A good leader strategises and always leads from the front
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A good leader strategises and always leads from the front

Rana Kapoor, founder of Yes Bank, has steered the bank since its inception to a height of glory. There is an opportunity in crisis and if you can do it right then, you immediately win confidence, he tells Mahua Venkatesh in an interview.

business Updated: Sep 05, 2013 04:43 IST
Mahua Venkatesh
Mahua Venkatesh
Hindustan Times
Yes Bank,Rana Kapoor,Madhu Kapur

Rana Kapoor, founder managing director and CEO of Yes Bank, has steered the bank since its inception to a height of glory at a time when the going has been tough. As the chief of the bank, he along with his team, decided to invest in the media and advertise at a difficult time. There is an opportunity in crisis and if you can do it right then, you immediately win confidence, he tells HT in an interview. Edited excerpts:

You have been leading the bank for a long time. How difficult is it when times are tough?
Crisis always throws up opportunities and that is something I have always believed in. Human resources risks, which we take for granted, is the single biggest factor at any given point and once you have sorted that out, you have won half the battle.

How difficult is it to be a promoter of a company and also run it professionally?
Whether it is a promoter who is driving the company or a professional, it is absolutely critical to run the organisation in a professional manner. I have a group of top professionals who runs the company. The board needs to elect and shareholders’ approval is a must and I have to work like a professional CEO. It is simple.

Being the promoter, how do you manage to be in sync with the company and employees?
It does not matter if a promoter is running the company as long as he or she is in sync with the company’s ethos and spirit. As a leader, you need to institutionalise vision and strategy and also focus on implementation of the same. The bank (Yes Bank) is a nine-year-old baby and it has to be brought up and nurtured into adulthood.

There has been a lot of controversy engulfing the bank especially with Madhu Kapur, who is also the co-promoter at Yes Bank, launching a legal battle seeking participatory rights in the nomination of directors on the bank’s board. How do you think it impacts the bank’s daily functioning and how do you handle this?
Yes, there have been some issues but I would not comment as it is a court issue. But I have maintained that Yes Bank is a professional bank and it would be run professionally.

Earlier you had mentioned that no one from your family, including your children, would come into the bank.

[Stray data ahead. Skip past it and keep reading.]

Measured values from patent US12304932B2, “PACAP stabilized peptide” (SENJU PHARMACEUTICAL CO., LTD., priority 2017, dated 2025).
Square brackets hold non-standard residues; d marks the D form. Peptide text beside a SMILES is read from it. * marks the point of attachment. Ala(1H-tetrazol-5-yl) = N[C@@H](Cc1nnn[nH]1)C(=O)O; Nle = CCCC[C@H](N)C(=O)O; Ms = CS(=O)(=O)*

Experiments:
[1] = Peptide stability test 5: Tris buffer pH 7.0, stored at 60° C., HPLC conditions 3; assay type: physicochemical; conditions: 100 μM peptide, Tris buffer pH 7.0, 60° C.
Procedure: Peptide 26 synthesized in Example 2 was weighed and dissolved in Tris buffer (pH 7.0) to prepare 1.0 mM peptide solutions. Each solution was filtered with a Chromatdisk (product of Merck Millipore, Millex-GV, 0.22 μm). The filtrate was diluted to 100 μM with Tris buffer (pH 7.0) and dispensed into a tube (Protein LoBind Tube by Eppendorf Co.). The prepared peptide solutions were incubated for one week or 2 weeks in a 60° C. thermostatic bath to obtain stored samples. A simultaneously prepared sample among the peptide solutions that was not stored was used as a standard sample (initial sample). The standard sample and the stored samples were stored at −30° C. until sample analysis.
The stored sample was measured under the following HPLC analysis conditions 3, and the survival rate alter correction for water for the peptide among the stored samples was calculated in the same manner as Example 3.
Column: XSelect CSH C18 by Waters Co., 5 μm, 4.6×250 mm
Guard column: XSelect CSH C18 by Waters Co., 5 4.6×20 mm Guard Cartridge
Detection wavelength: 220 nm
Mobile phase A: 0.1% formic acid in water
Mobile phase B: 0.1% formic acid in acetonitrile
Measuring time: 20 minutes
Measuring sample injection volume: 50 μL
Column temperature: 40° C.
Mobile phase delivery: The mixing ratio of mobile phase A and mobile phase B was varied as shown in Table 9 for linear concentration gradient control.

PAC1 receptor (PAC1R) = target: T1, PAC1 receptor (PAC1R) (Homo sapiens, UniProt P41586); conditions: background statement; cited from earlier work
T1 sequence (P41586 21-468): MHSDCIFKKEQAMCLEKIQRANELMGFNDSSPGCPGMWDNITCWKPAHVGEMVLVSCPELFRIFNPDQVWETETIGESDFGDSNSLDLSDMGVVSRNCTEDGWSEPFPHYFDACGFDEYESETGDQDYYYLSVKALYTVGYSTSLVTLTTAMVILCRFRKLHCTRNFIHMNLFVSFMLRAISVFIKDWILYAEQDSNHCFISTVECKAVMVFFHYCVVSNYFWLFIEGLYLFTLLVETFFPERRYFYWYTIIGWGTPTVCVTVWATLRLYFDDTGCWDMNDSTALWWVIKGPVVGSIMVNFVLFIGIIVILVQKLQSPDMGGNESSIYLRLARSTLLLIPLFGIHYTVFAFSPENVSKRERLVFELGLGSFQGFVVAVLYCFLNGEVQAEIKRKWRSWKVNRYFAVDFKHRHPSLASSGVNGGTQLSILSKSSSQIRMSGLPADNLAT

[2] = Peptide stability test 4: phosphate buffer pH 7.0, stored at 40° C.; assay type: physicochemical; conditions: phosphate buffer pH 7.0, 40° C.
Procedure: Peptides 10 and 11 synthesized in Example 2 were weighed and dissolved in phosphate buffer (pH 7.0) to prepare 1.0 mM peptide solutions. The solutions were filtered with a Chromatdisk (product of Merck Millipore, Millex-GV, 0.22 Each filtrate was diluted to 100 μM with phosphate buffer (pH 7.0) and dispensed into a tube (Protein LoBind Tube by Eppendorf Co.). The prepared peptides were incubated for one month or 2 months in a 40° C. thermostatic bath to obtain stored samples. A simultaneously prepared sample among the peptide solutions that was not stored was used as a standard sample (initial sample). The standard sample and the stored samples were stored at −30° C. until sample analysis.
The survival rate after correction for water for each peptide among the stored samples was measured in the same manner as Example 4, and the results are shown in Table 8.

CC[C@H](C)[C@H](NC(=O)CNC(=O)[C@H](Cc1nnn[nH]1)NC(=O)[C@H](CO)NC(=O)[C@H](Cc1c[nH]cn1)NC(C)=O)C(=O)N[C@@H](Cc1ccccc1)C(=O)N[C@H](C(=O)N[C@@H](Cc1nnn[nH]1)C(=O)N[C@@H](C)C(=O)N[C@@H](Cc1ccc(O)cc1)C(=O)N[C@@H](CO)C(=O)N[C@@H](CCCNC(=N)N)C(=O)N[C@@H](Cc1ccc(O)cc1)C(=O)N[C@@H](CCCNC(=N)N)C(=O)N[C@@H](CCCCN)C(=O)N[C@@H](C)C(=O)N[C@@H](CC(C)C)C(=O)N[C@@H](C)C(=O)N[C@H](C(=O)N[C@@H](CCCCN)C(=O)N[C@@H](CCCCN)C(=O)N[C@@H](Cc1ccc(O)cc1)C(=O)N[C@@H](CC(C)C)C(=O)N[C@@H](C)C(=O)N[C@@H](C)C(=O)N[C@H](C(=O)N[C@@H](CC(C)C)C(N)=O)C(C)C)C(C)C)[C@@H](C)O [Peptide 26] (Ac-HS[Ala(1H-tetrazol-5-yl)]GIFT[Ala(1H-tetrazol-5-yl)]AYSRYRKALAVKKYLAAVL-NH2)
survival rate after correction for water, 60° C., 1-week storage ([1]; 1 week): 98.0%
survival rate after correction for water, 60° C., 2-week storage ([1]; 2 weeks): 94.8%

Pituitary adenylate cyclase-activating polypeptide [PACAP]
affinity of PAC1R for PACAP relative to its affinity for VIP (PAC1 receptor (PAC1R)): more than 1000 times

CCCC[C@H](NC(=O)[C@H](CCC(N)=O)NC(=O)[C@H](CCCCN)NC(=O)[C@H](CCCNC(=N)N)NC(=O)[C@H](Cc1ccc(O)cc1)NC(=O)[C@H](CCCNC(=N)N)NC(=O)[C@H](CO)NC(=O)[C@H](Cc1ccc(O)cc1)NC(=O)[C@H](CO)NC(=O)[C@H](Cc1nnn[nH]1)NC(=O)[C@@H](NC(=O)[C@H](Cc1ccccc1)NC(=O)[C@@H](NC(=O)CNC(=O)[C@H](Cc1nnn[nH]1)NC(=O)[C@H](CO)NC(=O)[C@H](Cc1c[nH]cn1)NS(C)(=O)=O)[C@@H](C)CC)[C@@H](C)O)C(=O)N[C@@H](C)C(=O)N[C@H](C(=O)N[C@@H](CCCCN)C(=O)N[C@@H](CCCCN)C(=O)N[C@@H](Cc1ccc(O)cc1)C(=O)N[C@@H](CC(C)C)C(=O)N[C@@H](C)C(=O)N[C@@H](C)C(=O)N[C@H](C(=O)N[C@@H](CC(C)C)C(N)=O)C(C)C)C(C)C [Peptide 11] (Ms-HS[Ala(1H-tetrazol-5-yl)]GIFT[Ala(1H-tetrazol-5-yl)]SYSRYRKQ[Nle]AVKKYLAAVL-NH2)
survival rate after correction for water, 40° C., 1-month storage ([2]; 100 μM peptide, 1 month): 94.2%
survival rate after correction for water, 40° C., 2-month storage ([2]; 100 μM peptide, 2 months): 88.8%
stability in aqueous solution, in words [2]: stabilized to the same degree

Absolutely ...it has been uncompromisingly decided that family members would not be inducted on the board. This had been agreed upon since the time of inception, though it has not been documented. If we need to grow as a professional bank, we need to be run in a professional manner and not as a family company driven by the Kapoors.

How do you handle conflicting colleagues?
I believe the best way to deal with conflicting colleagues is to call them together with the objective of finding a single solution which is in sync with the organisation and in the interests of the company. It is important that when they walk out of the room, they feel better and the issue is resolved. When they walk out of the room, they feel much better.

What is your best leadership decision?
The best decision to my mind is to name the bank "Yes". Bharat Patel, who was one of the board members, played a big role in naming the bank. The brand had a lot of birth pangs and there was a huge doubt on the very brand name. On one side there was apprehension over the brand name, which was very different from the traditional bank brands, while on the other, there was positivity. It was simple and could be easily differentiated.

"Yes" is one of the most-spoken words in English and it was a new-age bank. It kind of reinforced high energy. The bank has 7,800 people today. Of course, the decision to go retail was also big and has paid off.

Decisions that have gone wrong?
Many decisions have gone wrong since as a leader you are required to take decisions and certain decisions do go wrong. But it is important to take decisions, and in case, some of the decisions that you have taken go wrong, be prompt in correcting them. You need to lead from the front.

Who is your inspiration?
I believe in divine intervention. I get a lot of inspiration from a little prayer to the Almighty. Besides, I have a lot of admiration for former US president Bill Clinton. He is very inspirational and full of energy, which is contagious.

What is your leadership mantra?
Visualise, strategise and implement. This needs to be followed with a Hanumanian effort. You need to have a Bajrang Bali in you.

First Published: Sep 05, 2013 01:29 IST